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His collaboration with Jess and Lisa at the Like A Version booth to flip a Joni Mitchell classic bolsters his reputation as an artist who refuses to be cataloged, an attitude he has taken to the softer, more catchy sounds of the album 2019 Starry night on the phone.

This disc was recorded in Los Angeles, but DWMSF was recorded in Melbourne on a temporary visit that ended up being a full-scale homecoming, and you can feel that influence on both Allday’s sound and lyrics.

The contagious ‘Cup of Tea In The Bath’ is ‘Melbourne’s most explicit song on record’, Allday says Junkee, while ‘The Parisian end of rue Collins‘is littered with references to cold weather, drinking green juice, art galleries and getting “Raised on MDMA at Bunnings”.

The vocal performance, performed in a singing style, hammers out that sense of Australian character – a turn pulled again between the crisp riffs of ‘Fast run“. It’s probably meant to be ironic, but it sounds like a half-baked Courtney Barnett and highlights one of the album’s flaws: the guitar-pop reinvention is compelling, but sadly, the vocal prowess of Allday are not.

By moving into a sound where singing matters more, it is inadvertently left exposed. The album is jam-packed with choruses worthy of a powerful singer, but Allday’s soft vocals don’t quite achieve the effect (without the liberal use of auto-tune) that these sharp hooks deserve.

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That said, it gives these songs a distinctly interesting quality, and while the melodies don’t always play to his strengths, Allday is still an excellent word smith.

He is able to evoke a lot with very little, to capture the melancholy in a simple sentence like “when you wash your clothes but they do not dry” or to tell stories through observation:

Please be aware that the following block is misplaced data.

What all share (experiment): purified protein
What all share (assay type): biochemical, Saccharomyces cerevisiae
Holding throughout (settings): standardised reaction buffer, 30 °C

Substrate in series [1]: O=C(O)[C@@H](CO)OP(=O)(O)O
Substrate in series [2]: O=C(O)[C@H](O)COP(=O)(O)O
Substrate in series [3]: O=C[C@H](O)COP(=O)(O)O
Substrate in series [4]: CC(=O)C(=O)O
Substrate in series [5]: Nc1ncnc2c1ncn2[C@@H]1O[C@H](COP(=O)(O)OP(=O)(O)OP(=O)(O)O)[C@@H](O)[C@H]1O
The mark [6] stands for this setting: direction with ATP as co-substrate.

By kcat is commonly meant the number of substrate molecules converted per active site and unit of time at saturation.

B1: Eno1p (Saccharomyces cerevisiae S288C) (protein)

‘She’s pretty, she’s photoshoped by God
Drink a vodka soda / She walks with a bop in her footsteps’

This romantic streak feeds “Stolen Cars” and “Fast Ride” – conceived lyrics.

“We will sleep under the stars / We will drink stolen drinks, drive stolen cars”

Allday has been vulnerable before – often to winning outcomes (‘Protection’ and ‘In Motion’ come to mind) but the change in musical medium over DWMSF paint his reckless idealism in a whole different light.

He’s more like the guy who gently wins hearts in the park with an acoustic guitar than the guy who spends late evenings in the booth spitting out bars.

“I want to stop being so relentlessly dark in my music, why don’t I try to be a little optimistic?” Allday said of the album.

Drinking with my smoking friends it’s escaping from something and finding something new, whether it’s a place, a relationship or something else.

When it comes to exit strategies, Allday’s latest musical evolution is quite successful. He’s gone from a sound he’s been very successful at carving out a unique space for himself in the crowded independent guitar scene.

It suits him well, and ironically, adopting a new style, he sounds more like himself than ever.

About Dawn Valle